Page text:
Rik has graciously allowed me to contribute to his new soundtracks series, so today we’re looking at Homeworld, the epic space-based RTS where fleets of starships clash in three-dimensional battles.

I’m possibly stretching the premise of these articles a little, as there’s only one licensed song in Homeworld, plus a new recording of a classical piece. They do both, however, bring some real emotional impact when they are played. A word of warning, spoilers are necessary to explain their contribution to key moments in the story.

Agnus Dei – Samuel Barber

This is the moment where you will get a lump in your throat, while playing a game about spaceships and lasers. It’s not actually licensed but rather a new recording.

Homeworld is the tale of the Kushans, the people inhabiting the desert world of Kharak. They have long believed they originated on that planet, but beneath its sands they find a wrecked ship with two secrets that utterly overturn their history and identity. One is the technology for interstellar travel, and the other is a set of co-ordinates to a planet that is simply marked “home”.

Immediately gripped with the need to learn more about this mysterious homeworld, they build an enormous mothership, to undertake the lengthy and perilous voyage to this world. For protection it has the capacity to build more vessels itself, from fighters to larger warships. Within the game it’s the hub of your fleet, the equivalent of a base in Command and Conquer or Warcraft.

The first few missions revolve around field-testing the mothership, in the outskirts of the Kharak system. Along the way you deal with pirates in small raider ships, a fairly minor threat. It all seems like fairly routine stuff, letting you feel confident the mission will get off to a smooth start.

Then you return to Kharak, ready to take on final supplies and begin the voyage for real… only to find something catastrophic and dreadful has happened. The planet is burning. Some unknown agressor has bombarded the planet until the cities are levelled and the deserts themselves turned to glass. All of the extensive orbital facilities have been systematically destroyed, their wreckage spinning through space around you.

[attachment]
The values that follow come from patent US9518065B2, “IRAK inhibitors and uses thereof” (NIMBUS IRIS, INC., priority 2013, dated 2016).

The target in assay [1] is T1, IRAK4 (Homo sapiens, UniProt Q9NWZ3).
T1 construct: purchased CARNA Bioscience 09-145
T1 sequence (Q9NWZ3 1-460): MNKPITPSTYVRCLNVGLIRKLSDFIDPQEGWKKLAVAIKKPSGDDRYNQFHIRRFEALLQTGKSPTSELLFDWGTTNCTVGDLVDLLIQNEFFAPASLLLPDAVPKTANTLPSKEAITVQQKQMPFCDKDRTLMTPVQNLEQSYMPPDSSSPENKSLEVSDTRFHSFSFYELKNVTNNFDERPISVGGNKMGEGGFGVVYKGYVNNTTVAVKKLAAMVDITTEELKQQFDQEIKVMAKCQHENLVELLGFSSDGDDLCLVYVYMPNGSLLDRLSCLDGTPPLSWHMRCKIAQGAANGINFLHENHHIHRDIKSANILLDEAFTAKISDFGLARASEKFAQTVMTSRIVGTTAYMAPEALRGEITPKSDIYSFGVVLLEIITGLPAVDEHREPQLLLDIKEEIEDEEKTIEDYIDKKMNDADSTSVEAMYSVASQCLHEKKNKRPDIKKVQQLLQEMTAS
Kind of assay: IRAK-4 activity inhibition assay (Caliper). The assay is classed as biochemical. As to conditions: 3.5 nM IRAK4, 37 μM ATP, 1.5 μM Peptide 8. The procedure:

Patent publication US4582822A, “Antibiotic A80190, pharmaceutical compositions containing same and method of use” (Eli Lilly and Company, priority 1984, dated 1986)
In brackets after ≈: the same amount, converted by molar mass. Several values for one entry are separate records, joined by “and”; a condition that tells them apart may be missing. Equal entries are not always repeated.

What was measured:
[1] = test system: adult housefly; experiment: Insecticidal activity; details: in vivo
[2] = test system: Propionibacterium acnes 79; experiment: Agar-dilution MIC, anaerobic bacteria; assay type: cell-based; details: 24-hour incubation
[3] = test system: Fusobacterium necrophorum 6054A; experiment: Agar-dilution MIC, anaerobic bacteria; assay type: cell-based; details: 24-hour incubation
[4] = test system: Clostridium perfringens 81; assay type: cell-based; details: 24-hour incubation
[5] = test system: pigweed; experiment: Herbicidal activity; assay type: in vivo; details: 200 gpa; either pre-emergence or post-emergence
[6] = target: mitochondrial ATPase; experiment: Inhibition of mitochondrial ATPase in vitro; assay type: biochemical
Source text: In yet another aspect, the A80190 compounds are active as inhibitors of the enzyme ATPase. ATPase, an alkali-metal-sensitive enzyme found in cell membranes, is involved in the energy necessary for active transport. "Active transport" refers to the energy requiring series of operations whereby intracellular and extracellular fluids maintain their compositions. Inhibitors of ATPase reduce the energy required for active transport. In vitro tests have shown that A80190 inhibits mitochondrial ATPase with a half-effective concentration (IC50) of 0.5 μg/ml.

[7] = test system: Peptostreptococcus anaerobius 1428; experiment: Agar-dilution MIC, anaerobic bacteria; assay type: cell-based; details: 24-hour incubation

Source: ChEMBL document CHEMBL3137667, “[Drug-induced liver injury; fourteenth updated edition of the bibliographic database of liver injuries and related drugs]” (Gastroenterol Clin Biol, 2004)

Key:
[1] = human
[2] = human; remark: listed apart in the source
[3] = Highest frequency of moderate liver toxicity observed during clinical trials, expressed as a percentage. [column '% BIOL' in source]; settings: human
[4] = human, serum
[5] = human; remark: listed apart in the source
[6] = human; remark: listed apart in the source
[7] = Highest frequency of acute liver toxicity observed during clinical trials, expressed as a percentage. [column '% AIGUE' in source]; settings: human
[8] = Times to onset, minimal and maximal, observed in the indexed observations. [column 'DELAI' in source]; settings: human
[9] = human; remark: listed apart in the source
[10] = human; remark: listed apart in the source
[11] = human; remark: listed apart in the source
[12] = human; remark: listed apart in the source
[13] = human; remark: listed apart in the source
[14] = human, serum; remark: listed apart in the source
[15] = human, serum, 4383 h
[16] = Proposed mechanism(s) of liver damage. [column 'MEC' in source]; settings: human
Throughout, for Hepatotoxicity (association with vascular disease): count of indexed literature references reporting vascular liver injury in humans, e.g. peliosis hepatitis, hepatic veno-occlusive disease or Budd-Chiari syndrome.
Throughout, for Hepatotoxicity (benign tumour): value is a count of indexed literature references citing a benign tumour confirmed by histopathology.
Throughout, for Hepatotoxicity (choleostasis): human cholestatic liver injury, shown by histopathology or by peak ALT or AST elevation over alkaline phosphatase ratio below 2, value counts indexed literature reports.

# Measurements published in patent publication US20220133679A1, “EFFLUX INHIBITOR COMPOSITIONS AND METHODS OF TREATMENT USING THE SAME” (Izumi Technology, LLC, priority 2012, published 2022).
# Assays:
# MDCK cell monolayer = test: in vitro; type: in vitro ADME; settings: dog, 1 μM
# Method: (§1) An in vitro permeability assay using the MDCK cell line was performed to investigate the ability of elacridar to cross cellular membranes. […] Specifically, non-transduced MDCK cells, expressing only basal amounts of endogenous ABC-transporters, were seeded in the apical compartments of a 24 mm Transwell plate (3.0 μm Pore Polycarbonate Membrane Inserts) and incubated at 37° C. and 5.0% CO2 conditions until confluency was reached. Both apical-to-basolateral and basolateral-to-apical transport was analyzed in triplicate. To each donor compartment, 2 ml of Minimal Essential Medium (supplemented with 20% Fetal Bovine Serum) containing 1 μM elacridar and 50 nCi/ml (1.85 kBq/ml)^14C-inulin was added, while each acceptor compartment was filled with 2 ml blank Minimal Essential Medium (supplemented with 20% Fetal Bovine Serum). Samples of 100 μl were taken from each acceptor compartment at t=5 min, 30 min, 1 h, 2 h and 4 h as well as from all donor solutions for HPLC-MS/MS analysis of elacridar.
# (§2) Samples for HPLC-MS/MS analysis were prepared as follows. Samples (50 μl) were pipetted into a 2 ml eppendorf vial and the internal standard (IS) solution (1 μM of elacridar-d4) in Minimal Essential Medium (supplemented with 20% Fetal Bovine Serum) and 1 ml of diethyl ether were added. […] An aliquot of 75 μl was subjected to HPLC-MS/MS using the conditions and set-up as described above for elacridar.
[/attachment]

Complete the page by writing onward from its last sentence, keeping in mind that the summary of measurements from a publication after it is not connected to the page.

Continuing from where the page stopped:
The entire population of Kharak is dead, their lives snuffed out in an act of incomprehenisble barbarity. This is where Agnus Dei is played, a beautiful choral piece based on Barber’s own earlier Adagio for Strings. Haunting and melancholoy, it’s appeal to the heavens for mercy and comfort, in the face of such a senseless tragedy.

You are shocked into action by a sudden signal from nearby cargo pods. These contain colonists in cryogenic suspension, due to be loaded onto the mothership. Somehow they have miraculously survived. However, they’re under attack from a small rearguard fleet that has remained near Kharak.

You race to protect the pods, but the sudden burst of urgency doesn’t prompt a change in the soundtrack to something more upbeat. After all, even if you are fully sucessful and save every last pod, this hardly a triumph. An entire civillistion has almost been exterminated; you’ve merely preserved the last remaining scrap of the population. So the same lament continues as your small fleet tears into the enemy frigates.

Once this is done, and the immediate threat is defeated, you start out towards the Homeworld. This is no longer a simple mission of exploration; now it’s the only option left to the Kushans. They must find and reclaim the planet, or face extinction.
 

Yes – Homeworld (The Ladder)

A bit of a mood change here, I’m happy to report. As the game progresses, you discover more about the people who burned Kharak, the Taaidan empire. They are the ones who stole the Homeworld millenia ago, after a long war, and sent the Kushans to exile on Kharak. When they learned the Kushans had rediscovered interstellar travel, they attempted genocide before their old enemy could grow strong enough to challenge them.

The Taiidan are therefore your primary antagonists, and the ultimate goal of the game is to evict them from the world that rightfully belongs to the Kushan. As you progress through the missions, increasingly large Taiidani forces are pitted against your own growing fleet. At one point they even throw a goddamn asteroid at your mothership. In the final mission, in the skies above the Homeworld itself, you face their final and most powerful Armada. You shatter their mighty cruisers, smash their destroyers, destroy their own command vessel and are finally rewarded with… Yes?

That’s right, time for some Prog Rock. That is indeed Jon Anderson hitting the high notes as the end credits roll.

The song is featured on their eighteenth(!) studio album, The Ladder, and was written specially for this game. It’s nothing like anything else in the soundtrack, yet somehow it works perfectly. Starting with a moment of quiet, ambient introspection, the vocals then briefly accompany a single guitar before the song builds into something soaring and majestic. It celebrates the hope and devotion that drove a ragged band of survivors to cross the vast depths of space, face countless dangers, and return to their home.

The song plays over concept art, and it’s very much an emotionally satisfying conclusion to the game. A moment to reflect on the journey that brought you to that point – the battles, the moments of panic, the glorious victories. You just beat a game, no need to rush off and do anything just yet. It’s okay to just sit there and reflect. For nine minutes even; this is Prog after all.